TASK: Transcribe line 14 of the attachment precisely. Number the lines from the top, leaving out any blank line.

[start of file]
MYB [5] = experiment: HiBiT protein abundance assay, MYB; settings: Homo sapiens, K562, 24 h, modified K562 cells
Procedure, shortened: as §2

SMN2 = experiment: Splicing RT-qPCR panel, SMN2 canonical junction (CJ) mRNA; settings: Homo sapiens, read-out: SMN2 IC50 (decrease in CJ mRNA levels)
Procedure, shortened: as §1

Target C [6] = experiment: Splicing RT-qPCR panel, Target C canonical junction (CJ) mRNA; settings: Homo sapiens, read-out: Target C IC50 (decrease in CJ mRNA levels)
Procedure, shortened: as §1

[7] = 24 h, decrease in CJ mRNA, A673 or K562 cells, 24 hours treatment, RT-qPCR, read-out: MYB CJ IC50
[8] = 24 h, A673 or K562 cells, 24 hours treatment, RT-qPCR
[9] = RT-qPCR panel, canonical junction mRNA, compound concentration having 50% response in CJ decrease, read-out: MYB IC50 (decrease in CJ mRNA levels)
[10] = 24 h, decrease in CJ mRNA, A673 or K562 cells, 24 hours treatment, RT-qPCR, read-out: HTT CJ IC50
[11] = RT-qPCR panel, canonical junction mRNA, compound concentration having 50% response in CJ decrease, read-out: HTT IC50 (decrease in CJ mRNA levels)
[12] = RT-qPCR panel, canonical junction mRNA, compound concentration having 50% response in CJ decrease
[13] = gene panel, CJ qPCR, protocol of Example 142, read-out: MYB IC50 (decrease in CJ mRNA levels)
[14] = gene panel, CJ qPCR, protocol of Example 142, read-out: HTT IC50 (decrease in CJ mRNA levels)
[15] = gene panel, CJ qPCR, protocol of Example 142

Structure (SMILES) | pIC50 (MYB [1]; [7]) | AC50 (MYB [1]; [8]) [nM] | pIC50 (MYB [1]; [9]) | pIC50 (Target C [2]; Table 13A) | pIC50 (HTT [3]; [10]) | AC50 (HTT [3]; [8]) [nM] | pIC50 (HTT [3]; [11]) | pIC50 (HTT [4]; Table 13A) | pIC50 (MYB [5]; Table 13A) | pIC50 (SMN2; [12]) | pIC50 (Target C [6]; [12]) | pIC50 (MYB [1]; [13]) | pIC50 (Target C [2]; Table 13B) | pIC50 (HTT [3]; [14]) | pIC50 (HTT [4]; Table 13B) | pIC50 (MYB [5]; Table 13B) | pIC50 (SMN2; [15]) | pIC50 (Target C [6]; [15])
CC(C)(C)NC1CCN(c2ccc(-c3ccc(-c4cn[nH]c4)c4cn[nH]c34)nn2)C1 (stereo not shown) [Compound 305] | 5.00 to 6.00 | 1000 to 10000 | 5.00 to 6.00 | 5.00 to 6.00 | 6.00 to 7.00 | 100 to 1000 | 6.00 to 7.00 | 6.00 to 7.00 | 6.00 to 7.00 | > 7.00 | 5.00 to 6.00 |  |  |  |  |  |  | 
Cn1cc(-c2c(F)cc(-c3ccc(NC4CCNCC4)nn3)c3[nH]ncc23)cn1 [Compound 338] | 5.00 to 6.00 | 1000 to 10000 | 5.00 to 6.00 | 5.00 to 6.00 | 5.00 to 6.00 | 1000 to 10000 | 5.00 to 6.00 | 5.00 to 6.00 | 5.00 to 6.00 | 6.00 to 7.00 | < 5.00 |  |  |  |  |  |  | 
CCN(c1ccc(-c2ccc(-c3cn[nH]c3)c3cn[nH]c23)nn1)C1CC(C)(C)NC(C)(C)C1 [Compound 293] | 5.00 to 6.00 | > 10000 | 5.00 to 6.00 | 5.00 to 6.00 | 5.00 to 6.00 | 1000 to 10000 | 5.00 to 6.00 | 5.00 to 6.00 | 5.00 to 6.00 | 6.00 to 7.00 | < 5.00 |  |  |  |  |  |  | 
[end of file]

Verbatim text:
[14] = gene panel, CJ qPCR, protocol of Example 142, read-out: HTT IC50 (decrease in CJ mRNA levels)